As an NBCT, I am a practiced reflective educator. I see the struggle of my brothers in my student’s lives every day. Students who are working full time now, as seniors in high school, and cannot fathom how they will take on loans for college. They are frustrated as well. US News and World Report states, “over the 10-year period from 2004 to 2014, students’ average debt at graduation rose 56 percent, from $18,550 to $28,950. That’s despite only a small difference in the percentage of students who graduated with debt in 2004 (65 percent) and 2014 (69 percent).” Looking at the numbers makes it easy to see how the goal of a college education is an expensive and concerning decision for students. There are many successful students who thrive in an academic environment and will find real purpose in a college degree. There are just as many students do not thrive in an academic environment. Yet, both groups of students receive the same message in school and at home: college is the way to a successful career.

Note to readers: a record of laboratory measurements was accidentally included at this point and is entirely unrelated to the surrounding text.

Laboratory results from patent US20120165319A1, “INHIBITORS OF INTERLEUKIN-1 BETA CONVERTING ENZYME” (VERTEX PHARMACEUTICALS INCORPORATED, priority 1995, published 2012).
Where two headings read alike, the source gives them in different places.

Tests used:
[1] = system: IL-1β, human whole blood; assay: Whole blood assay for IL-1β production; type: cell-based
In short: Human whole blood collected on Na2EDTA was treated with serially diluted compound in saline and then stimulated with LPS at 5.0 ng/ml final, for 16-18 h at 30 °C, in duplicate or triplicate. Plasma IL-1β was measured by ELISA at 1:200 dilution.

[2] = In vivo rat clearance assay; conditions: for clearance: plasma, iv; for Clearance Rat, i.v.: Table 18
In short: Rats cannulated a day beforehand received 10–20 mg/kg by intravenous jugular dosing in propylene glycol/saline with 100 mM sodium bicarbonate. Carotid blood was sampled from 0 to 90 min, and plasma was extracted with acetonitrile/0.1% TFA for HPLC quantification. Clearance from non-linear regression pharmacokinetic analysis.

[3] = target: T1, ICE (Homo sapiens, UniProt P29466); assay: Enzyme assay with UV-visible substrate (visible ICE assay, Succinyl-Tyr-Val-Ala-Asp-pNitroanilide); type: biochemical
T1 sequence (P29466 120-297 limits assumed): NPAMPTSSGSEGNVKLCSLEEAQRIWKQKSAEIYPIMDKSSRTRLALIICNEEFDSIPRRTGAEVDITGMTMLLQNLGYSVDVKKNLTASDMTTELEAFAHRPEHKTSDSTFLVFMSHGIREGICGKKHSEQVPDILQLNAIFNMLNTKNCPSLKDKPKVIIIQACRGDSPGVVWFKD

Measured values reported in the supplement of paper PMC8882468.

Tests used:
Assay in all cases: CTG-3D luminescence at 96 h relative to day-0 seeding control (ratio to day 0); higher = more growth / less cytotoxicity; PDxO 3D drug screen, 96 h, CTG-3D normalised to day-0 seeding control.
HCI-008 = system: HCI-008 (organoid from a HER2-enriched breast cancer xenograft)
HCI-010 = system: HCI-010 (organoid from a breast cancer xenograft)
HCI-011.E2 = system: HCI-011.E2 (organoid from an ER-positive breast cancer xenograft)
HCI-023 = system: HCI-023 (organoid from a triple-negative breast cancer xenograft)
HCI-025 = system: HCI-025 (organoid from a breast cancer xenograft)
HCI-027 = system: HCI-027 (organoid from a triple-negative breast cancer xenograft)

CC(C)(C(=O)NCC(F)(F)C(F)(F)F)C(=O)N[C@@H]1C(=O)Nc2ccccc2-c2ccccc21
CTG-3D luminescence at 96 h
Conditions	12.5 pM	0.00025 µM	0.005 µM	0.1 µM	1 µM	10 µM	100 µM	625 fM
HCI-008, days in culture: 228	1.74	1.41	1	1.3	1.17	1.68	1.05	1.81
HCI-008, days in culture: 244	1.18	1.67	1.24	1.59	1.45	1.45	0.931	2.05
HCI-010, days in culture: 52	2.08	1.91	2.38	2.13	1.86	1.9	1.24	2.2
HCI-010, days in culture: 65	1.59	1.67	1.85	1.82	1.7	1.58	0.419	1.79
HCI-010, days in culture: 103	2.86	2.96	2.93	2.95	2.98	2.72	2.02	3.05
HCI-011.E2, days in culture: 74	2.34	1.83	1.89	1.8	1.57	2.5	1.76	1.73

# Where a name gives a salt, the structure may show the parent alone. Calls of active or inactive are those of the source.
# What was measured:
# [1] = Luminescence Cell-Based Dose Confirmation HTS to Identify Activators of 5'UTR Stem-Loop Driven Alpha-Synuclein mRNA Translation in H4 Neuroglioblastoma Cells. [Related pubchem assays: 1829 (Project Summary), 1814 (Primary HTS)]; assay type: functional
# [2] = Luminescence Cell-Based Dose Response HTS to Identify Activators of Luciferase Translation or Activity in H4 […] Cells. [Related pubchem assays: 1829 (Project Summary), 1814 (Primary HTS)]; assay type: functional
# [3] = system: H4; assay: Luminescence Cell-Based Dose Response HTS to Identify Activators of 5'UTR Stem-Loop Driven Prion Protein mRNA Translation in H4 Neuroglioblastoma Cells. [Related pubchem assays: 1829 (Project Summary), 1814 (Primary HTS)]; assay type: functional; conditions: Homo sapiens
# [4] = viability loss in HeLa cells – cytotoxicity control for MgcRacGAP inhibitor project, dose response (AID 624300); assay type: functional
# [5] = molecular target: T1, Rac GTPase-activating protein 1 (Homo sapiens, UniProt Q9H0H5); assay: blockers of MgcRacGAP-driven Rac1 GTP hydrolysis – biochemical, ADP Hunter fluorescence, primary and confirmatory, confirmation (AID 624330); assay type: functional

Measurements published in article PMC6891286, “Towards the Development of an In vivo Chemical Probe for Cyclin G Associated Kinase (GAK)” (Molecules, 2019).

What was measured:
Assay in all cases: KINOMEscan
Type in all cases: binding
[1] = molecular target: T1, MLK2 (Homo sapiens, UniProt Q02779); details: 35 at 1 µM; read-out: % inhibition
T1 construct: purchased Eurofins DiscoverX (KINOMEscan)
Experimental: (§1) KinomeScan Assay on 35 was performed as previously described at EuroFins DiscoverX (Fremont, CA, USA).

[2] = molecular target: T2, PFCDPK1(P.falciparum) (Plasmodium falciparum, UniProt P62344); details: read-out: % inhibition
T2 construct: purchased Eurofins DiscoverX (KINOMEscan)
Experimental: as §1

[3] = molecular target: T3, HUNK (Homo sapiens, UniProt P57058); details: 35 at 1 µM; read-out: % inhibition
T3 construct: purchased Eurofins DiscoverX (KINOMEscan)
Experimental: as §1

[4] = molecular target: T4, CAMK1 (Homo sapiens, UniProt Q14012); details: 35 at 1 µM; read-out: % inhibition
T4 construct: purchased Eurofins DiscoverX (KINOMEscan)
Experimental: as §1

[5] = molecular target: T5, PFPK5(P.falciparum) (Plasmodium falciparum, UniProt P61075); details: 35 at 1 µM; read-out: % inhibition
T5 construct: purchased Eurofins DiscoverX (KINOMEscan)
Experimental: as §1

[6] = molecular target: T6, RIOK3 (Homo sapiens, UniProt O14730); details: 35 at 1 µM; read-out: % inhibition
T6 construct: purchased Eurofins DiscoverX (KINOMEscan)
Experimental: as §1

I know my students and my brothers received that message, because they have received it from me. A child of the 80’s I had an easy time taking on school loans with a 2% rate. I found a college degree that is directly related to my career. I have been a high school English teacher for 13 full years now in one of the larger public school systems in the country, Jefferson County Public Schools. Nine of those years have been as an National Board Certified Teacher. I am an accomplished practitioner and active professional that cares deeply about my career. I am a college success story.
And in my 13 year career, I’ve spent hours that turn into days, planning captivating lessons that would steal my student’s hearts away from their love of gossip and their social media addictions, to love reading and to cherish words and language the way I do. I encouraged college as the best option because I thought it was. Time and experience have taught me differently. Student loan debt has skyrocketed and the value of a college degree has been overstressed. I hope to continuing inspiring students to read and write for the rest of my career, but I can say now, with the weight of experience and the confidence of someone who cares, that college is not the path to success for everyone, and we as a society are harming our children by continuing to communicate that message.